# Homework Help: Work to elongate the things

1. Feb 20, 2017

### fonseh

1. The problem statement, all variables and given/known data
both of these notes are in the same chapter . So , they are relevant to each other ... In the first picture, what's the difference between the 2 circled part ? The first one is W = 0.5 P Δ , the second one is W = P Δ

..
2. Relevant equations

3. The attempt at a solution

For the second picture , I think we should use W = 0.5 P Δ instead of W = P Δ ..
(For the external work, the author use 1Δ , so 1 = P so , it's clear that the author use W = P Δ and not W = 0.5 P Δ)

I think W = 0.5 P Δ is more appropriate because W = force x displacement , which is also area under the graph .... Since the area under the graph is triangle , so 0.5 is necessary

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2. Feb 20, 2017

### Staff: Mentor

The author seems very sloppy with his maths. The first two lines should be:
P
P = k∆

and he should integrate P.d∆ not P1.d∆1

This is analogous to doing work against a spring, so the factor ½ is required and accounts for the area under the line being triangular.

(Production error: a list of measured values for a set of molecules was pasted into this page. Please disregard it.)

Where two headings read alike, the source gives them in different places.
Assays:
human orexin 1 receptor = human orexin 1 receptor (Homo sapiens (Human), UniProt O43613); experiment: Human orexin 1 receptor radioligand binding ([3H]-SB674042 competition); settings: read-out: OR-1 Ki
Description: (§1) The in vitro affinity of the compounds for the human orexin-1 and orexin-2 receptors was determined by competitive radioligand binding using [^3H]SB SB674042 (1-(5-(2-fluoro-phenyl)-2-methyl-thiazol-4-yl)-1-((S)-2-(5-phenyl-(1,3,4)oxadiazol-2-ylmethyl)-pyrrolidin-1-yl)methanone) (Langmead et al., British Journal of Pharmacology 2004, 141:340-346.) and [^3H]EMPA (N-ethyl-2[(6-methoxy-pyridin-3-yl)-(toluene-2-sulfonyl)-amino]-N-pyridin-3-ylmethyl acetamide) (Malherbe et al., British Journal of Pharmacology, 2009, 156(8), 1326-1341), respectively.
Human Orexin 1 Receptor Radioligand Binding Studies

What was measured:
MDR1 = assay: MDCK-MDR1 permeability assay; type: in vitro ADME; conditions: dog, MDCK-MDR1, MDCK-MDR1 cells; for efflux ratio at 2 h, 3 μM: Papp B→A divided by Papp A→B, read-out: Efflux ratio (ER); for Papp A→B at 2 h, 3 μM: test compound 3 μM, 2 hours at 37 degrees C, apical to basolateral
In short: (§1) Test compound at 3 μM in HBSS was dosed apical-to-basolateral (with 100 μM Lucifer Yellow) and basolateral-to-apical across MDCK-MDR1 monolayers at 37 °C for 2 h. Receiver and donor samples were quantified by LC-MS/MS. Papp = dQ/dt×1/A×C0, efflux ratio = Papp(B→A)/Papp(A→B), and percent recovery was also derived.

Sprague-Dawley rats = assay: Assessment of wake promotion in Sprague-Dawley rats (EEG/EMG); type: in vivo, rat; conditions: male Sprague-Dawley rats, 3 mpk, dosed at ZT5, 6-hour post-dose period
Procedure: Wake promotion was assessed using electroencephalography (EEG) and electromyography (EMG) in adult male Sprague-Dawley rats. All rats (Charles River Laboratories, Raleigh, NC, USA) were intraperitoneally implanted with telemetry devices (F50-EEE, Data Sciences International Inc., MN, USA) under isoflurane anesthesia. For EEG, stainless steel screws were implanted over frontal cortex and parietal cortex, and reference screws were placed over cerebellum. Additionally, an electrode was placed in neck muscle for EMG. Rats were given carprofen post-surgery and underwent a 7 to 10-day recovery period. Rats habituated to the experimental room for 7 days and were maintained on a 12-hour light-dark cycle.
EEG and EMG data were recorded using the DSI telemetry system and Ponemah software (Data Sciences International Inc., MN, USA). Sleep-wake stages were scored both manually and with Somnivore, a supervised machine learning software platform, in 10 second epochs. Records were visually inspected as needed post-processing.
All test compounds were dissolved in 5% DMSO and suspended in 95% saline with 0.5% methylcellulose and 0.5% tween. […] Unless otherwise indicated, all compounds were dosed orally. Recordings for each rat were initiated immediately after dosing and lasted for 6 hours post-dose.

I can't figure out how the equation in your red rectangle is relevant here. (It would apply in the case where P was fixed regardless of ∆.)

Your second image is beyond me.

3. Feb 20, 2017

### haruspex

In the first image, I do not understand what it means to say "P1 is located for displacement Δ1".
If it means it is constant over that displacement then it makes sense.

For the second image, there seems to be missing context. It refers to "the" unit load being applied, as though this is continuing from some prior description. Can you supply that background?

4. Feb 20, 2017

### Staff: Mentor

If this were the result of a machine's translation into English, then I'd say located≡ fixed
and we already know that a value fixed ≡ constant

5. Feb 21, 2017

### fonseh

Can I say that for the trusses member, constant force is applied so that the trusses deform ( displacement occur ) ?? So, p (Delta ) is used ??

6. Feb 21, 2017

### haruspex

If you apply a constant force to, say, a spring that starts off relaxed then you will get a substantial initial acceleration. The KE developed would mean that you would overshoot the equilibrium position.
However, if the situation is that there is already a significant load and we are just applying a small extra load then the force can be largely constant over that deformation.